Feeling comfortable or skillful in relating to others lessens the perception that there will be a negative reaction from their asking for help. Students who believe they are socially competent are not likely to feel threatened by asking for help from others. This pattern, according to Ryan & Pintrich, highlights the importance of considering help seeking not just as an academic self-regulatory strategy , but also as a social interaction with others and recognizing as well that social competence can play a role in the dynamics of help seeking. The social structure of the classroom also factors into whether students will feel able or willing to ask for help. Classrooms characterized as caring, supportive, and friendly are likely to allow students to feel comfortable interacting with the teacher or other students. This classroom climate particularly benefited students who doubted their ability to succeed. Caring and responsive teachers appear to buffer students from inhibitions of help seeking.

Ryan, Gheen, and Midgley describe in the Journal of Educational Psychology ,1998; “Why Do some Students Avoid Asking For Help? An Examination of the Interplay Among Students’ Academic  Efficacy and Classroom Goal Structure”, how the classroom context exerts a powerful influence in shaping the goals students perceive to be of importance. The research on goal orientations indicates that the goal orientation students’ possess are important precursors to various motivational, cognitive, and behavioral outcomes. There are several different labels attached to these goal orientations, ie. mastery, task, or learning goals (all of which describes a learning environment where students are focused on self-improvement, learning thru mistakes by taking on more challenging tasks, and continued mastery of the curriculum). In contrast, performance, ability, or ego goals emphasize competition and out-performing others, the importance of getting high grades, and public recognition for superior performance. The goal structure of a classroom is communicated to students in many ways, including the types of academic tasks they are given, how they are recognized and evaluated, and how they are encouraged to do their work. A mastery-focused classroom goal structure communicates to students that understanding, developing competence, and the intrinsic value of learning are the primary reasons for involvement in schoolwork. A performance-oriented classroom goal structure communicates  to students that getting good grades, demonstrating competence, and proving one’s ability relative to others is the purpose of school. In mastery-oriented classrooms students are more inclined to seek out help to gain mastery, while in performance-oriented classrooms students are likely to view the need for help as indicative of low ability and feel threatened with the prospect of asking for help.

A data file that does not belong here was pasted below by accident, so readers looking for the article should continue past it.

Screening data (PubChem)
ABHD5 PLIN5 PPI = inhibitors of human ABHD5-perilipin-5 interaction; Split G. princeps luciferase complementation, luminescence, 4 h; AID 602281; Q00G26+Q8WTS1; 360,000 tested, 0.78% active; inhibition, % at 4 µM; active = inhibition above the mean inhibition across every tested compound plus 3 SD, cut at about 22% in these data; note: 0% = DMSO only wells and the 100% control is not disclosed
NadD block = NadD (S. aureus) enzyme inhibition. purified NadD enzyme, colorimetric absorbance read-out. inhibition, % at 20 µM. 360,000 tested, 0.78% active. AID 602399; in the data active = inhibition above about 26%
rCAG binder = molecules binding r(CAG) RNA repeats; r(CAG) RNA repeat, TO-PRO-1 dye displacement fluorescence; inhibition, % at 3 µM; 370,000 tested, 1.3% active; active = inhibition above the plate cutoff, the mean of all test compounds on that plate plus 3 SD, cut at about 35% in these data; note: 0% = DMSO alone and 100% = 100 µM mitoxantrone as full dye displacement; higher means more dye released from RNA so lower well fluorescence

The perception of help seeking as a dependent behavior competes with young adolescents’ desire for
autonomy and subsequently impedes many students asking for help when needed. There appears to be a relationship between a students’ sense of self-efficacy and help seeking behavior. Students who do not feel capable of doing well in school are the one’s most likely to avoid asking for help. Subsequently, the students who need the help the most, seek it the least.

Teachers who believe their responsibility is to attend to the social-emotional as well as academic needs
of students, reduce the likelihood that students will avoid seeking help. Also, cooperative group learning is explicitly designed to promote students’ collaborating with one another. When working collaboratively students experience a relative lack of social comparison and presumably less inhibition against help seeking. To the extent that teachers demonstrate that problems and uncertainty are a normal and even expected part of learning; students may recognize that it’s normal not to be able to solve all problems independently. Demonstrating to students that they deserve and should expect answers to their questions regarding academic problems, provides them a sense of empowerment and control in their own learning process and this may be especially important for African-American students.(R. Newman, “Children’s Help-Seeking in the Classroom: The Role of Motivational Factors and Attitudes” Journal of Educational Psychology 1990.)

Bill Moran  MA MSW


Ann Arbor Public Schools